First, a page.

The Yale Law Journal



Reckoning and Reformation: Reflections and Legal Reponses to Racial Subordination and Structural Marginalization

Americans find themselves once again grappling with the reality and legacy of racial subordination and structural inequality. Law is central to both maintaining and dismantling structural subordination based upon race, class, and other marginalized identities. This collection, in conjunction with other law reviews, grapples with some of these realities.

01 Jun 2021
Antidiscrimination LawCorporate LawCritical Race Theory


Equal Supreme Court Access for Military Personnel: An Overdue Reform

Federal law currently provides for direct Supreme Court review of criminal convictions from almost all American jurisdictions, but not of most court-martial convictions. For them, an Article I court can veto access to the Supreme Court. This Essay argues for elimination of that veto.

31 May 2021
Federal CourtsMilitary Justice


Unsafe and Unsound: HIV Policy in the U.S. Military

The military’s approach to HIV was developed in the 1980s, at the height of the epidemic. Today, however, medical advances have transformed HIV from a deadly disease into a manageable chronic illness—but the military’s policies remain stuck in the past. This Comment makes the case for reform.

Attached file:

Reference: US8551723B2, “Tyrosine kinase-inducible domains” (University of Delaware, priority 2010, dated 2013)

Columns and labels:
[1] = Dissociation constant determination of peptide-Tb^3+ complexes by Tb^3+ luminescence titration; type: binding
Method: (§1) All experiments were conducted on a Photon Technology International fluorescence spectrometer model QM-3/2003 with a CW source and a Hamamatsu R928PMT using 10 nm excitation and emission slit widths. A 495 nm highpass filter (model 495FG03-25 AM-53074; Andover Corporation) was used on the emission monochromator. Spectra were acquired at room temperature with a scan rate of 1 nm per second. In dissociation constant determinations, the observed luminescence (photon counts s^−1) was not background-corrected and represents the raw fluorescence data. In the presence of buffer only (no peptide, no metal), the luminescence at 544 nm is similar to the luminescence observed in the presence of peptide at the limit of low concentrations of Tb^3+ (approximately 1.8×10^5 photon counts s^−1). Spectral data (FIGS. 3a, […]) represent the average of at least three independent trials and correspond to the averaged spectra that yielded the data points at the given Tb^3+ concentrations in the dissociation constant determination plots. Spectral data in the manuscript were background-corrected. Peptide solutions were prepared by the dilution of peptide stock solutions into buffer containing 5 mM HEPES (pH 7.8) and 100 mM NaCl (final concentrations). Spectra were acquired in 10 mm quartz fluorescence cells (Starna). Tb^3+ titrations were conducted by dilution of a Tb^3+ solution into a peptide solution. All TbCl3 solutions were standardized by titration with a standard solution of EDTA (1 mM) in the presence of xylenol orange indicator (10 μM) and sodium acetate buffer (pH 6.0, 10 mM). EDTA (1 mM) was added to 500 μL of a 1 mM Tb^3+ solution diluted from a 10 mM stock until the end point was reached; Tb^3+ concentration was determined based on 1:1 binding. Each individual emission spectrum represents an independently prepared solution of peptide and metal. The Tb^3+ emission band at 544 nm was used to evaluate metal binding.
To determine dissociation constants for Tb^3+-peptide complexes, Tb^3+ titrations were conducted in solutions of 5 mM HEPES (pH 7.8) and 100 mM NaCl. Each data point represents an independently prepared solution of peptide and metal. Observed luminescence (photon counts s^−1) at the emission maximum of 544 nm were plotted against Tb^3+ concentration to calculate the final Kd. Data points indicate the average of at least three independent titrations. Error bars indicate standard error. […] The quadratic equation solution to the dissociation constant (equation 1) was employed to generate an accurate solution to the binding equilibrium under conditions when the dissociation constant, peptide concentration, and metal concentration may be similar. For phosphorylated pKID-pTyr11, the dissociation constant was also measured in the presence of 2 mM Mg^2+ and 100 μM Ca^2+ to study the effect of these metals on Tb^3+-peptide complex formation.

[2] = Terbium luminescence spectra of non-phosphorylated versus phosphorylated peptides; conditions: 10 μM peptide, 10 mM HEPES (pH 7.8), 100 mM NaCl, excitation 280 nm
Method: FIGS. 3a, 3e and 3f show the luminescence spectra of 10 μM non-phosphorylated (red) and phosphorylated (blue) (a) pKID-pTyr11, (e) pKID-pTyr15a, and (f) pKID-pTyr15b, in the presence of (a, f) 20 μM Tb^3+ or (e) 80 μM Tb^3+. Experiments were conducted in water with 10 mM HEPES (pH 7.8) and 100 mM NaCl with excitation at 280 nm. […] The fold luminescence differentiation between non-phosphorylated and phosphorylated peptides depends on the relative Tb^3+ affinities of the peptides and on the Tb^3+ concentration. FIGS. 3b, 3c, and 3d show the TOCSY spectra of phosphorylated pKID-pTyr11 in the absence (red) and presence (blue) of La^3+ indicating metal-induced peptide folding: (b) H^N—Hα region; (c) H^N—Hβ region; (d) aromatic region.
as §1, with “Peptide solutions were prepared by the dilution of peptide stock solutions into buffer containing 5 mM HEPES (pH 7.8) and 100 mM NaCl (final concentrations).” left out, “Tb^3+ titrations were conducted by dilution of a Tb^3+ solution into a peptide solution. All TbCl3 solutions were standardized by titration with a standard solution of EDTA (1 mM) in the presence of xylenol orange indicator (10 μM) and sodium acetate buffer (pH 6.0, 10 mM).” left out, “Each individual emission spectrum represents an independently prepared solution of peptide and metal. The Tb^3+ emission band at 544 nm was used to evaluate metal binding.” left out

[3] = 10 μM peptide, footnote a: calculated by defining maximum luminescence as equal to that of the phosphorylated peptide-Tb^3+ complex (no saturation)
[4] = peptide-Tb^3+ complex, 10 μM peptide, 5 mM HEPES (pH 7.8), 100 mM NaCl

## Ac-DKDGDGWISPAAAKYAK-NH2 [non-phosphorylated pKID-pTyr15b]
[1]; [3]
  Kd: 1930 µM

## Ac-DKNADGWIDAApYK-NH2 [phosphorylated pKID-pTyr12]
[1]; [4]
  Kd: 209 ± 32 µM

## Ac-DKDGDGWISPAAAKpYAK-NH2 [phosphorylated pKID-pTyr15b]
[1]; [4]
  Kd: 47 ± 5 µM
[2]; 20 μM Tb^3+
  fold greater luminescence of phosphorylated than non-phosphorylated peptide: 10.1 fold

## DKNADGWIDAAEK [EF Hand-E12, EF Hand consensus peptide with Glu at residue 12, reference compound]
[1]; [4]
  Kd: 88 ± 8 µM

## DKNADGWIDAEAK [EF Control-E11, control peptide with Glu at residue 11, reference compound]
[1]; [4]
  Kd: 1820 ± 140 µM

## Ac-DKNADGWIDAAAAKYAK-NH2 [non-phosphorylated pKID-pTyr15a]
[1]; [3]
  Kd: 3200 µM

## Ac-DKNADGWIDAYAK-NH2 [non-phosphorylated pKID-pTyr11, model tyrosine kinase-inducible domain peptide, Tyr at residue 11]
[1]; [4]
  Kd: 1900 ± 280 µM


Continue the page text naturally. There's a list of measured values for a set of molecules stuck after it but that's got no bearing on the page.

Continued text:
03 May 2021
Health Law


A Critical Assessment of the Originalist Case Against Administrative Regulatory Power: New Evidence from the Federal Tax on Private Real Estate in the 1790s

The Supreme Court is poised to consider whether the Constitution’s original meaning is compatible with numerous and longstanding congressional laws delegating power to the bureaucracy to enact regulations affecting private rights within the United States. New evidence presented in this Article indicates Congress in the 1790s found such delegations constitutional.

02 May 2021
Administrative LawConstitutional LawLegal History


Reevaluating Legal Theory

Law is a social practice that pursues a moral purpose. Analyzing Professor Julie Dickson’s Evaluation and Legal Theory, this Review brings the natural-law tradition into conversation with contemporary philosophy of social science to seek an approach to general jurisprudence that respects both the factual and ideal dimensions of law’s life.

02 May 2021
Legal Philosophy


Nondelegation at the Founding

Several current Supreme Court Justices have signaled a renewed interest in resurrecting the nondelegation doctrine, but numerous scholars have portrayed the doctrine as ahistorical and unoriginalist. This Feature systematically reviews the evidence and concludes there is much more historical support for a revived nondelegation doctrine than recent scholars have argued.

02 May 2021
Administrative LawConstitutional LawLegal History


01 Feb 2021

Announcing Volume 131

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